1971:    Mountain protection efforts began with the adoption of the County’s first Comprehensive Plan that described the mountains as “conservation areas.”  The provisions of the proposed Mountain Overlay District are based on concerns described in that Plan and successive Comprehensive Plans.


1980:    Steps were taken to protect mountains through regulation when the Rural Areas zoning district and the critical slopes provisions were adopted.  The critical slopes provision currently requires a “building site” (minimum 30,00 square feet less than 25% slope, critical slopes, for the location of the dwelling and septic system).  Driveways are not regulated on critical slopes.


1992:    The Open Space and Critical Resources Plan, adopted by the Board of Supervisors as part of the Comprehensive Plan, recommended a mountain protection ordinance and first defined mountains by contour elevations.


1995:    The Board of Supervisors appointed a twelve member Mountain Protection Committee to study mountain protection measures and to make a recommendation regarding an ordinance.


1996:    The Committee’s final report, the Proposed Mountain Protection Plan dated August 1, 1996, recommended that the Board adopt an ordinance to protect water quality, reservoir capacity, soil conservation, forest resources, plant and animal habitat, and scenic values with their associated impact to the economy, tourism, and public safety.  The Board of Supervisors received the report on September 4, 1996, and directed the Planning Commission to hold sessions on a proposed ordinance as recommended by the Committee.  The Planning Commission held three sessions that fall, leading to the resolution of intent adopted on October 15, 1996.  Staff was directed to prepare ordinance language. 



1998:    Following work sessions and a final public hearing, the Planning Commission recommended approval unanimously (6-0) of all three amendments (Comprehensive Plan Amendment CPA 98-01, Zoning Text Amendment ZTA 98-05, Zoning Map Amendment ZMA 98-10).


1998:    The Board approved The Comprehensive Plan Amendment (Mountain Protection Plan). The Zoning Text Amendment and the Zoning Map Amendment were tabled; thus, action on these amendments was deferred.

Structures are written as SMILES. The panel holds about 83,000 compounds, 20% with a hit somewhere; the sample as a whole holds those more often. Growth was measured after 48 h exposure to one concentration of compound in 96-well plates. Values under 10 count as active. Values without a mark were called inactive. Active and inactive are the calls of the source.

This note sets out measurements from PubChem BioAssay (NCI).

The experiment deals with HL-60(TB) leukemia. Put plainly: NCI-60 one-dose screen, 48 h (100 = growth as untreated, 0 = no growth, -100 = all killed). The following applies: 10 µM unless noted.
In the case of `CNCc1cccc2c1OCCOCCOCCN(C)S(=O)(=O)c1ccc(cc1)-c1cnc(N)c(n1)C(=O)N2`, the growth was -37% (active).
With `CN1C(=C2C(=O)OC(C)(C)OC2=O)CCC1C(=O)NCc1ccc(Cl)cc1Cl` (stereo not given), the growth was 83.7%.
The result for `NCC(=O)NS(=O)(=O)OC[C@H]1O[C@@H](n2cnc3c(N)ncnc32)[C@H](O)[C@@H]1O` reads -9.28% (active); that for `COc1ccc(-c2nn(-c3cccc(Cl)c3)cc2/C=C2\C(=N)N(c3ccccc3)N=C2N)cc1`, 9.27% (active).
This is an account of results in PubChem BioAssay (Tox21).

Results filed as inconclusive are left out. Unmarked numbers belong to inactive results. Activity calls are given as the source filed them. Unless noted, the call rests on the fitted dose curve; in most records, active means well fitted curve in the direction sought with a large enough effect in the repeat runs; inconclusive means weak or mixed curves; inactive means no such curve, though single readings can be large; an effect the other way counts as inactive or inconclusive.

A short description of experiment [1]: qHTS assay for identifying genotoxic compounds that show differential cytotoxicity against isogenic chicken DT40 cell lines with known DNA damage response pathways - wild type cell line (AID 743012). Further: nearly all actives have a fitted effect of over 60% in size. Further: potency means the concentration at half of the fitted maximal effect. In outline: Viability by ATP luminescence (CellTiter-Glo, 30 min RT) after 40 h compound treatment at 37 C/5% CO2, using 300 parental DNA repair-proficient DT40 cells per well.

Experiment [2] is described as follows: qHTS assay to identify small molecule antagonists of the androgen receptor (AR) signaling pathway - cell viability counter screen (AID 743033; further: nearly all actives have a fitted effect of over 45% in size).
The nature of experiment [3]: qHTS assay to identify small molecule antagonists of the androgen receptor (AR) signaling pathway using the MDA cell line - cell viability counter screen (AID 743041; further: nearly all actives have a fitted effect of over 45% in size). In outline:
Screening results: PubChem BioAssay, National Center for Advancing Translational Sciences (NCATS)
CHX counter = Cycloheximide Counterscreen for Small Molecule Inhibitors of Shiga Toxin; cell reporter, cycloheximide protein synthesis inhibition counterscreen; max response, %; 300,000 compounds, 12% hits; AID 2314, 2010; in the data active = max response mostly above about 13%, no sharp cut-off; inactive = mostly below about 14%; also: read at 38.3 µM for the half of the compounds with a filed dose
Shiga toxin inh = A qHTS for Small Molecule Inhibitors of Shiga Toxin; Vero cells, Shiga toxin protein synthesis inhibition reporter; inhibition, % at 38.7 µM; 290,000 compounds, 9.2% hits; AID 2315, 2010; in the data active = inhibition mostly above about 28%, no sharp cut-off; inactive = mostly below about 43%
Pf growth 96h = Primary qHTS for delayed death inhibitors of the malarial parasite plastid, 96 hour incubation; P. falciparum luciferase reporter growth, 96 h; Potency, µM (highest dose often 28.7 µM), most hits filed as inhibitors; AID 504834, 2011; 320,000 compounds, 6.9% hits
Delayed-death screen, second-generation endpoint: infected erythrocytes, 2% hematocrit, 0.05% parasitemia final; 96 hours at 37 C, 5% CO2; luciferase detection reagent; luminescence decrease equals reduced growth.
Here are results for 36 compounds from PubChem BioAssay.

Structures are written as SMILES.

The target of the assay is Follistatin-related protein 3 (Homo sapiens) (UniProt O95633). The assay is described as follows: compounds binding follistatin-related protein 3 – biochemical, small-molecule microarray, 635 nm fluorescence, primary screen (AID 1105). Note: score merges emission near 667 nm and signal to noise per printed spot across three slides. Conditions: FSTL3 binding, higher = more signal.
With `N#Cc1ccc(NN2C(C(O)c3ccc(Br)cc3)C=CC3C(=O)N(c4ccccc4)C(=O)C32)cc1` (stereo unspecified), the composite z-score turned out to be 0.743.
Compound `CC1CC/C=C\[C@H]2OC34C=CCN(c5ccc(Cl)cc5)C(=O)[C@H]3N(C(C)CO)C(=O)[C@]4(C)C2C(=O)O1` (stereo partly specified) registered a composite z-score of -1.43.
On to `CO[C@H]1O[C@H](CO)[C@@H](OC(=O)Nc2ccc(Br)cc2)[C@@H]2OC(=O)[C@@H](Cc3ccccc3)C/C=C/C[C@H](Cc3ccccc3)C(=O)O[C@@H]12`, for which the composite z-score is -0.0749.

2002:    The Board of Supervisors determined that they would reconsider the Zoning Text Amendment, as revised by the Board in 1998, and the Zoning Map Amendment. 


2003:    Open House Informational Meetings held.


2003:    The Board of Supervisors determined that a new Committee should be appointed to consider the proposed Ordinance when the Rural Areas Comprehensive Plan work was further along.  The Board appointed a twelve-member Mountain Overlay District Committee and one liaison from the Board of Supervisors.



2006:    Mountain Overlay District Committee met over two years before arriving at a consensus on a proposal to protect mountain resources.  The Committee arrived at consensus only after long, arduous debates, and extensive research that included visits from outside experts.   They strived to achieve a balance between individual property rights, retaining property values, and protecting finite natural resources.


2006:    May 10, the MOD Committee presented its proposal to the Board

            August 1 and 3, Public Input meetings held at Burley Elementary School

September 13, the Board held a work session to further discuss the MOD proposal

December 13, the Board held a work session to discuss the MOD proposal and directed staff to return with information pertaining to expanding the MOD proposal into the RA.


2007:    January 10, the Board generally indicated that it would not approve establishing a Mountain Overlay District, but instead it wanted additional information regarding provisions in the MOD proposal that could be utilized in the entire RA; provisions for a policy change for requiring an E &S Plan instead of an Agreement was directed to be placed on a future agenda.

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